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What To Watch: Issue #4

June 12, 2019

With so many operational priorities, it’s understandable why publicly-held oil and gas companies aren’t tracking climate-focused shareholder resolutions. Commodity prices, drive for operational efficiencies, and rising regulatory scrutiny are top of mind. In 2014, you could dismiss investor resolutions focused on climate change. Today, your company needs to have an answer before a resolution asks the questions.

Both of these things are true:

  • Shareholder activists are targeting companies for operational efficiency to raise share prices.
  • A growing wave of climate-focused shareholder resolutions are on their way to your company.

The problem:

Publicly traded oil and gas companies can expect to be hit with a climate-focused shareholder resolution in the next 24 months, whether or not they’ve seen one before. A wide range of proponents, from the Presbyterian Church to the New York City Comptroller, have taken resolutions to proxy votes on these issues.

In 2014, methane, or climate related shareholder resolutions could be expected to garner around 20 percent of the vote. This percentage grew steadily until 2016 and 2017, when three E&P companies were surprised by the passage of resolutions. (I didn’t want to pick on anyone, but the resolutions were big news.)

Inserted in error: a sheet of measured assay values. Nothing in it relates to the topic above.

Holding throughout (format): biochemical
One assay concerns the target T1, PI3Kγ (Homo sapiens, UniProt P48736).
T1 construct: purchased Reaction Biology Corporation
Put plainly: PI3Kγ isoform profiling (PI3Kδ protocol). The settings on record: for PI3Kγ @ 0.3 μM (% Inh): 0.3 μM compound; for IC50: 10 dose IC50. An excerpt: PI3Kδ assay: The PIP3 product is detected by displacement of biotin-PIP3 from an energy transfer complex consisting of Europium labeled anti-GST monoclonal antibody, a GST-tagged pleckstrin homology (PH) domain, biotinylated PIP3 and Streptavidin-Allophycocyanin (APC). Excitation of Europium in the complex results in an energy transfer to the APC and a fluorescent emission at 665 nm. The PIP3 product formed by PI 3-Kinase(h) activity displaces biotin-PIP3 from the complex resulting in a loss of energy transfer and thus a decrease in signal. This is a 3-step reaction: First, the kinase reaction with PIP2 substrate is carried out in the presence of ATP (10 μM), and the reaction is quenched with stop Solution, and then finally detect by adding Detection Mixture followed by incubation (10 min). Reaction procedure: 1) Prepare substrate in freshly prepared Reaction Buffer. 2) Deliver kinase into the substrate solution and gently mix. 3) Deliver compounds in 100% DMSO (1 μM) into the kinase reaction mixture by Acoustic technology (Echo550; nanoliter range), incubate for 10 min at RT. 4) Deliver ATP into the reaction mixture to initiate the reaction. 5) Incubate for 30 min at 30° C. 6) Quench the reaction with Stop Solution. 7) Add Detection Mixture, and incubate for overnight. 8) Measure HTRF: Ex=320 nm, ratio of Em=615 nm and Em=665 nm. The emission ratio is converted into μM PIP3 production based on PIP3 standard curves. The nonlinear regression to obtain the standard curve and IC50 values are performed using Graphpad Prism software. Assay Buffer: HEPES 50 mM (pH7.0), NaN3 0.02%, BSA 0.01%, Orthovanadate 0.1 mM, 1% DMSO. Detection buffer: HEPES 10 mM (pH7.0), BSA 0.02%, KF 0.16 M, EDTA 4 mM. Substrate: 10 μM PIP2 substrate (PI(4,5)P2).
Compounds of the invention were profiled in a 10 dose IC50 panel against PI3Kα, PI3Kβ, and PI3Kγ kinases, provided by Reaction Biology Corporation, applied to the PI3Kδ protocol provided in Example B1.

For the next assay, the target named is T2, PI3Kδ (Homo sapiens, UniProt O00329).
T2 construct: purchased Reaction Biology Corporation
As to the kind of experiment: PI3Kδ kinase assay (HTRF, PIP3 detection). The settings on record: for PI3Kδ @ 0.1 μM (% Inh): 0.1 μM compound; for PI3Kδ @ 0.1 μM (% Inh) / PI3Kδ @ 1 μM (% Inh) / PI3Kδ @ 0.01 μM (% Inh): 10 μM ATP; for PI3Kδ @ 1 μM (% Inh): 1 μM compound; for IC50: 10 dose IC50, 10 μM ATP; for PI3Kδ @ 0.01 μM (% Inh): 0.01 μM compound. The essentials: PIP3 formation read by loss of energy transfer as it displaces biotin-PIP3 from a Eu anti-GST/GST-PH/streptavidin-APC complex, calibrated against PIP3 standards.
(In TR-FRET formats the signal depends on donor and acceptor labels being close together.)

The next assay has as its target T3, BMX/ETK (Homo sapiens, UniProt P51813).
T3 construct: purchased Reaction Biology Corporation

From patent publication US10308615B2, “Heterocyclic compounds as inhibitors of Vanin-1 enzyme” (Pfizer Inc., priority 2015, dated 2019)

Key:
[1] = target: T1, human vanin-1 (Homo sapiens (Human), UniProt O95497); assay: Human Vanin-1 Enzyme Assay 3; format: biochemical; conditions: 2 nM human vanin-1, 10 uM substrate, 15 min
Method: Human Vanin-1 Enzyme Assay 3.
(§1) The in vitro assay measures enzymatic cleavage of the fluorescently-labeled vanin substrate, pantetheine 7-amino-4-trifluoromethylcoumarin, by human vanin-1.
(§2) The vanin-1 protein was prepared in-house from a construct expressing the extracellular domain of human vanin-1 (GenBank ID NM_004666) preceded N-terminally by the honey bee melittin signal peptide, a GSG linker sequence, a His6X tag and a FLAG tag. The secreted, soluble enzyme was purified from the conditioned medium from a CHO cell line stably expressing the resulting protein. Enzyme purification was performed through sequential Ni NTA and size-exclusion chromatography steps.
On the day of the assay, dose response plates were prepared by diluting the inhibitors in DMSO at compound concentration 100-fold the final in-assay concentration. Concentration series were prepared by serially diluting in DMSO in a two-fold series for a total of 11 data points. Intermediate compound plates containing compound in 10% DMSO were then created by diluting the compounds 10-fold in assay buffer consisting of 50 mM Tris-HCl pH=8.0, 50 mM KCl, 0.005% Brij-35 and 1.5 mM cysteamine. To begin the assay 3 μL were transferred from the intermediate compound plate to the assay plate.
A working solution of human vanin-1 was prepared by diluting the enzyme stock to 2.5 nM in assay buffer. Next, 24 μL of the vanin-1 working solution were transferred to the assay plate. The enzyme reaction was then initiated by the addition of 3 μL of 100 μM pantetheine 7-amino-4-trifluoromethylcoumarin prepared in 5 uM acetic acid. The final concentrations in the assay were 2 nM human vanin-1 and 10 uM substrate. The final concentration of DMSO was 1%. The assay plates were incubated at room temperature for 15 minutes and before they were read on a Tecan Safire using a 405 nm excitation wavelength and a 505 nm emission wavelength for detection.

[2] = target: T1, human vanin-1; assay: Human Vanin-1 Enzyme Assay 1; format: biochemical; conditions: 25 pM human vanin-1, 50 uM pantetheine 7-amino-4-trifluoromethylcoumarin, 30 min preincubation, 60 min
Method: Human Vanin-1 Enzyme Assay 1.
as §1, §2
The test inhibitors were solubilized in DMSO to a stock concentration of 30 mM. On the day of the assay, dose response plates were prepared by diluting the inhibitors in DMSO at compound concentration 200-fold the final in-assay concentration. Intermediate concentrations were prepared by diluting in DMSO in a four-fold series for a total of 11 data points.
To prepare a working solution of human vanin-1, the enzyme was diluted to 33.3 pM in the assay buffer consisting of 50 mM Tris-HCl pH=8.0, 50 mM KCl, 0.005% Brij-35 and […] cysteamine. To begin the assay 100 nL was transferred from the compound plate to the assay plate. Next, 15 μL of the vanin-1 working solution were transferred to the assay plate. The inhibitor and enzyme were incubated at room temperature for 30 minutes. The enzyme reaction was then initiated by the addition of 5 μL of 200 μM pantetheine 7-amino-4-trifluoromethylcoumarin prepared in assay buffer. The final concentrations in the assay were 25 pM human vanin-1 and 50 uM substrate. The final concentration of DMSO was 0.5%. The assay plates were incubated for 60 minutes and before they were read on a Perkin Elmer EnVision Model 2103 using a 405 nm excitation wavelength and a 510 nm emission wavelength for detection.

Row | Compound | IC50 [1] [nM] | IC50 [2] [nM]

Figure: Shareholder votes on climate resolutions introduced at three U.S.-based E&P companies; two passed in 2016 and the third in 2017.

Example resolutions we’re seeing include:

  • Report on the risk and mitigation of a 2-degree in temperature increase (a significant milestone for climate change hawks) for the company; and
  • Report on methane emissions reduction targets.

In 2018, approximately half of the climate-related resolutions targeting E&P companies were “withdrawn” because they received a commitment to address the issues from the operator.

It matters because

Shareholder groups focused on climate action are becoming increasingly savvy on how to engage with companies to drive change.

The critical mistake companies are making

Responding to these resolutions in a one-off fashion, often defensively and superficially, which increases the likelihood of additional resolutions being introduced and passed. Companies that engage proactively with likely resolution proponents in many cases can avoid or have the resolution withdrawn.

Seize the daySuccessful companies will:

  • Create a proactive ESG strategy. This strategy must be grounded in your company values and drive company culture. Sound familiar? This is a familiar theme throughout this series. The best defense is a great offense.
  • Think bigger. Increasingly shareholder resolutions are looking to drive core company investment and business strategy. As your company evaluates its risk and response, as discussed in What to Watch Overview and What to Watch — Private Financing, contemplate the elements of a holistic response. What key company values, business objectives, and long-range investments can be influenced by a proactive ESG strategy?
  • Get moving. Your company needs to have this work underway, so you can meet with institutional investors to prevent, or if required, address future resolutions proactively and positively. You’re either leading, or you’ll be targeted to match those who are.

Mid-size independents may have trouble making the case to their Boards that investor resolutions regarding climate are likely — that’s one of the reasons I’m writing this series. If you’d like me to explore examples in more detail, please reply.

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